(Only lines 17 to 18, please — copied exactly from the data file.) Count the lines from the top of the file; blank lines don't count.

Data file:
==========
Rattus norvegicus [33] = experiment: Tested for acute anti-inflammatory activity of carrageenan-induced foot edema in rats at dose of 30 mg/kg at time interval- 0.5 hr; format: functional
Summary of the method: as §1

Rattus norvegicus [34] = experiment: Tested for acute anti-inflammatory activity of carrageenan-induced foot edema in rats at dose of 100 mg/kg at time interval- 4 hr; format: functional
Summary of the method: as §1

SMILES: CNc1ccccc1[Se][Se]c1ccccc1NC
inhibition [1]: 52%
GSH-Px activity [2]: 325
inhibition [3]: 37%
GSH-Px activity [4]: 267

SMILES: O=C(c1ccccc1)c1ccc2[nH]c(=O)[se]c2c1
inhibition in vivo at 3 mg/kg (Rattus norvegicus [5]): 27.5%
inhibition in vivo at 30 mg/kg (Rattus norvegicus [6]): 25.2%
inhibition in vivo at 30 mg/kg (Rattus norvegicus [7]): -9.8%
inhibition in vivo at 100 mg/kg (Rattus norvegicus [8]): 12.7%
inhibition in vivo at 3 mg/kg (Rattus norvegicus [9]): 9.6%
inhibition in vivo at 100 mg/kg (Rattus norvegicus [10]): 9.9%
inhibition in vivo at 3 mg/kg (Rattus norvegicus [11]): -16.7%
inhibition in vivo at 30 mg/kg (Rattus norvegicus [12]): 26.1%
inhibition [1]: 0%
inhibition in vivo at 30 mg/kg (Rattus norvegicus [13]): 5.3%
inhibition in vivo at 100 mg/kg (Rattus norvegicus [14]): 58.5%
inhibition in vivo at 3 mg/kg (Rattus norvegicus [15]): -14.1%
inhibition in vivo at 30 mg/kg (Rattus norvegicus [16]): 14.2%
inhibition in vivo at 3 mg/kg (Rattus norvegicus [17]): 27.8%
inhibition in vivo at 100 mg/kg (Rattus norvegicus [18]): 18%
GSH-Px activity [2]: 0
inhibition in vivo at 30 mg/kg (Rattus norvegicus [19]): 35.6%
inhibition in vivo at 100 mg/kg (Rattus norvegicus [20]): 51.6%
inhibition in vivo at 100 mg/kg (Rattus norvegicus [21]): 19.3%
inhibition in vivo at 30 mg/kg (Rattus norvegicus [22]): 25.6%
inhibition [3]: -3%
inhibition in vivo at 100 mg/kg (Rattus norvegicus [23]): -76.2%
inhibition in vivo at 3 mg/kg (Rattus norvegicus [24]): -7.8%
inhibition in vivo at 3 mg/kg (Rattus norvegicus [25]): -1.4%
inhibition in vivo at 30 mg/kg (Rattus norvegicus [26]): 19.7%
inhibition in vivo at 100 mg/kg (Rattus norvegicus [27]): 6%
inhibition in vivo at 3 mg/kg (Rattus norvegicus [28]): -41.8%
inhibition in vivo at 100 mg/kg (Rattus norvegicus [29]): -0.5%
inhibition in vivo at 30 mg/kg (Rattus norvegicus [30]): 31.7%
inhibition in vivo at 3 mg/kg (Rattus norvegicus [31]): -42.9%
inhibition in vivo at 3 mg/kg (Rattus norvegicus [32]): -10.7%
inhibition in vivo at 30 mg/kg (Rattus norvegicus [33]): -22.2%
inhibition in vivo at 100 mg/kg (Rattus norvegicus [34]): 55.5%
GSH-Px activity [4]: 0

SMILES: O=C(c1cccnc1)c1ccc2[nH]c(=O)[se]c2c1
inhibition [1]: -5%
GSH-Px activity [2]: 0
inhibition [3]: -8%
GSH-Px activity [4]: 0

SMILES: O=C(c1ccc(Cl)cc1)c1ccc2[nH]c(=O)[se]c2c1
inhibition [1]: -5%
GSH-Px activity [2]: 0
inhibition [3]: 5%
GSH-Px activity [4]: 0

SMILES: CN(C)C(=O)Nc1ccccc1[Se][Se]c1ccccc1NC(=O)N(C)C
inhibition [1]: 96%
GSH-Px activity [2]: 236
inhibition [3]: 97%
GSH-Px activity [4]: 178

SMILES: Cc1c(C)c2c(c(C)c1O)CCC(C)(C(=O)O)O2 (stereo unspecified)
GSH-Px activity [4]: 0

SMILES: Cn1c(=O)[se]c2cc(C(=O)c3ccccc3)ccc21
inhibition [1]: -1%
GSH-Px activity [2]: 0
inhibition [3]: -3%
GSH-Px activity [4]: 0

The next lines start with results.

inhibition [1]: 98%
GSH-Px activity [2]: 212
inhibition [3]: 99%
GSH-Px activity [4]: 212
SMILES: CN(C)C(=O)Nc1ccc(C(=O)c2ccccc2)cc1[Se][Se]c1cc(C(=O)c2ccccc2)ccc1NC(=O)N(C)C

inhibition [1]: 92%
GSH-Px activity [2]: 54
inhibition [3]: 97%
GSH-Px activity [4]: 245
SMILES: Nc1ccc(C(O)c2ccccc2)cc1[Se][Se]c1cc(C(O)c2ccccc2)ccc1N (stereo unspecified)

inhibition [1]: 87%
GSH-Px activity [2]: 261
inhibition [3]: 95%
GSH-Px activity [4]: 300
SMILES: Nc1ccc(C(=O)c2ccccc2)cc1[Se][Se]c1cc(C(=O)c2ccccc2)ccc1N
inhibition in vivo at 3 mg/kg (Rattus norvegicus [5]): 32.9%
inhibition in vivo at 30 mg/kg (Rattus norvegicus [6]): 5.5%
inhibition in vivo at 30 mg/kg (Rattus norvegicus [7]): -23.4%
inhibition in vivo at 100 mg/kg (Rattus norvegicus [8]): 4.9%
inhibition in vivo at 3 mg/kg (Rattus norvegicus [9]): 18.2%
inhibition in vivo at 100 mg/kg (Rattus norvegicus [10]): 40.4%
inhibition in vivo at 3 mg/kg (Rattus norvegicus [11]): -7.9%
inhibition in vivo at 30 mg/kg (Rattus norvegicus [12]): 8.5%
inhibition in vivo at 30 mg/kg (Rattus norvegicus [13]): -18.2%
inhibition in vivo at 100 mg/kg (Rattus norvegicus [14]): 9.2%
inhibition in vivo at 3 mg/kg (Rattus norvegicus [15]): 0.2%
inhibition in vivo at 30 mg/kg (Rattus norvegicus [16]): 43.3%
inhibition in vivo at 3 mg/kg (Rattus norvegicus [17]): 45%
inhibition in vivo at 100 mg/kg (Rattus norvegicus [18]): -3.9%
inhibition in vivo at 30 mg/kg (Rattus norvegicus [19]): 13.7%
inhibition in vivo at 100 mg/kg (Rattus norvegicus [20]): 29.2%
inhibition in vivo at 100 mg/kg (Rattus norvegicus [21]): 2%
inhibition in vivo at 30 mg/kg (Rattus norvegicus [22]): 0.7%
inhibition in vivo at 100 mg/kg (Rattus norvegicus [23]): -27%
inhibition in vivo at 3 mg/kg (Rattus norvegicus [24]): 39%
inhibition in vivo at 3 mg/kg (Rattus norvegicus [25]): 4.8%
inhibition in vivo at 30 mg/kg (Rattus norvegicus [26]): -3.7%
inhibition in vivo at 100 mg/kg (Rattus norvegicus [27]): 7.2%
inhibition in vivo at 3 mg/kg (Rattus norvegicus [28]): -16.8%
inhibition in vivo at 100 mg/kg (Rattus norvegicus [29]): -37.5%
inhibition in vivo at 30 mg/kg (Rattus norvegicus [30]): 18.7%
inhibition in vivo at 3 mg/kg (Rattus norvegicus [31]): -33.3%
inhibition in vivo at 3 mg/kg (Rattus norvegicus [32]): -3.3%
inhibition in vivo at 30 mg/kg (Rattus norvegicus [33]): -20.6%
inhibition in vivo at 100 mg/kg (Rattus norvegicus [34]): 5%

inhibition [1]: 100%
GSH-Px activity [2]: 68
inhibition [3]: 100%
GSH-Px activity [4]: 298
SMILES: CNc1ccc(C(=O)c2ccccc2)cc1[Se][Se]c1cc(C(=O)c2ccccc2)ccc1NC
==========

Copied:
inhibition in vivo at 3 mg/kg (Rattus norvegicus [11]): -16.7%
inhibition in vivo at 30 mg/kg (Rattus norvegicus [12]): 26.1%